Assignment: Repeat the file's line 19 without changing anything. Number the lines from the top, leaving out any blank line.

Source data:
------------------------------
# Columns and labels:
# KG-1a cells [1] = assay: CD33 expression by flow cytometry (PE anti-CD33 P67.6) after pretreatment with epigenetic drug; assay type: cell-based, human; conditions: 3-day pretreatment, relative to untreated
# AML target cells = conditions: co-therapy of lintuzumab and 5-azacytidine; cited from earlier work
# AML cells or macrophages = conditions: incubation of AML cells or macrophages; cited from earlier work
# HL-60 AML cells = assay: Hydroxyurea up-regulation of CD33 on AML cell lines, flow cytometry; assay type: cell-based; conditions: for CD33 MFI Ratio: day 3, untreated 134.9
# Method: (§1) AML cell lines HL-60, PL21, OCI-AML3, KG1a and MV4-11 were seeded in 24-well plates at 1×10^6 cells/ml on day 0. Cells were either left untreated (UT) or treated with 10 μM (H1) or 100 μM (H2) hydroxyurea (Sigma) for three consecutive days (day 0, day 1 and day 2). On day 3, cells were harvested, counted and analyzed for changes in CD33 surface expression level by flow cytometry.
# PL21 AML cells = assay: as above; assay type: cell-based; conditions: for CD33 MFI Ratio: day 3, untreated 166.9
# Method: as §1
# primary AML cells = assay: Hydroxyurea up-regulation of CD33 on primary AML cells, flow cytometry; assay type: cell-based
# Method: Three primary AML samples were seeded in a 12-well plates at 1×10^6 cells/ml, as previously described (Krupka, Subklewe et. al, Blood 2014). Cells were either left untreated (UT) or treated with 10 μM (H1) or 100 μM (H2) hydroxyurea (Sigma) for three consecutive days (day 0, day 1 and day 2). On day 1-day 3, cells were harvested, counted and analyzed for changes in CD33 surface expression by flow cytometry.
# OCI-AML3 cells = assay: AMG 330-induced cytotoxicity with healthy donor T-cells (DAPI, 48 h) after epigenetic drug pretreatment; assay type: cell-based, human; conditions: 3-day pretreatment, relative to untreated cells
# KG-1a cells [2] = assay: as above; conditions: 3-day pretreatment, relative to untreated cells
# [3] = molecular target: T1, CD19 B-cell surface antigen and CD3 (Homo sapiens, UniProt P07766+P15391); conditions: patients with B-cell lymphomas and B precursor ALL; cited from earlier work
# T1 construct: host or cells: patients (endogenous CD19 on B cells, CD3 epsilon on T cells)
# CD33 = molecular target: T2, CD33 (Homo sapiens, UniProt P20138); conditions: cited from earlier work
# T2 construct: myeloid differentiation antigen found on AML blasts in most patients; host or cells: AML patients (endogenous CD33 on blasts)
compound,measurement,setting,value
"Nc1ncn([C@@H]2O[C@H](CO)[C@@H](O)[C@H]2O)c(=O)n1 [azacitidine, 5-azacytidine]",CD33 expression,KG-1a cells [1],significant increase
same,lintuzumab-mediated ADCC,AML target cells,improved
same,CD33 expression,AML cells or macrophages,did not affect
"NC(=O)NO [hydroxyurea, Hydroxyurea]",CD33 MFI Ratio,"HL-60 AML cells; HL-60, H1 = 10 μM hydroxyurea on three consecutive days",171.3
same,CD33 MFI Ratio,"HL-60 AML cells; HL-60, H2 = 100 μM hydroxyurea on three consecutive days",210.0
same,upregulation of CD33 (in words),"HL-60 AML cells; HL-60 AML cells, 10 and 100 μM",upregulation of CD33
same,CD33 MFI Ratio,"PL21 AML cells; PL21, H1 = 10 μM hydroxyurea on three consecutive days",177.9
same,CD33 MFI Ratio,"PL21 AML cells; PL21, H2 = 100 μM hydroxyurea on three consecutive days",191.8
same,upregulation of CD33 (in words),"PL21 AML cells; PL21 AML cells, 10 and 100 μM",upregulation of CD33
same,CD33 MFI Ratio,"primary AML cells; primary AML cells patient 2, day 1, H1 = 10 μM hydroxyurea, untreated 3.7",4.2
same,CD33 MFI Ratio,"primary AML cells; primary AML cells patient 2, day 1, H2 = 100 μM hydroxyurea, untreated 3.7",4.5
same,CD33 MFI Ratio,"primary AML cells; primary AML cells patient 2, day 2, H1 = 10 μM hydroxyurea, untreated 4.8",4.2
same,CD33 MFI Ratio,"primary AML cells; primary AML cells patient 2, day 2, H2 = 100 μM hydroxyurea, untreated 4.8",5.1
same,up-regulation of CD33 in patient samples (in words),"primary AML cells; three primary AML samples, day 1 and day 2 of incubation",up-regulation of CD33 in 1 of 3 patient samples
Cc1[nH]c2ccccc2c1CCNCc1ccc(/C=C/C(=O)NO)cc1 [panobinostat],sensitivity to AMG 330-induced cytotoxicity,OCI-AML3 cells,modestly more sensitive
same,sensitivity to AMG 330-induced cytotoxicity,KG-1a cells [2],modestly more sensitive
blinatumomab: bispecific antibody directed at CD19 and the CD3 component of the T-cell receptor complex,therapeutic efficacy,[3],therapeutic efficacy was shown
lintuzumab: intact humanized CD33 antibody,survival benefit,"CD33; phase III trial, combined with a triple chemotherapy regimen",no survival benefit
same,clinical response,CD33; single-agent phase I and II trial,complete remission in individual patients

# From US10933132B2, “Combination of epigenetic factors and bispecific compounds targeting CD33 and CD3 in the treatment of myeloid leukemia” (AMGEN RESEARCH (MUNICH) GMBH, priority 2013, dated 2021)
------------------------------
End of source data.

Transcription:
same,lintuzumab-mediated ADCC,AML target cells,improved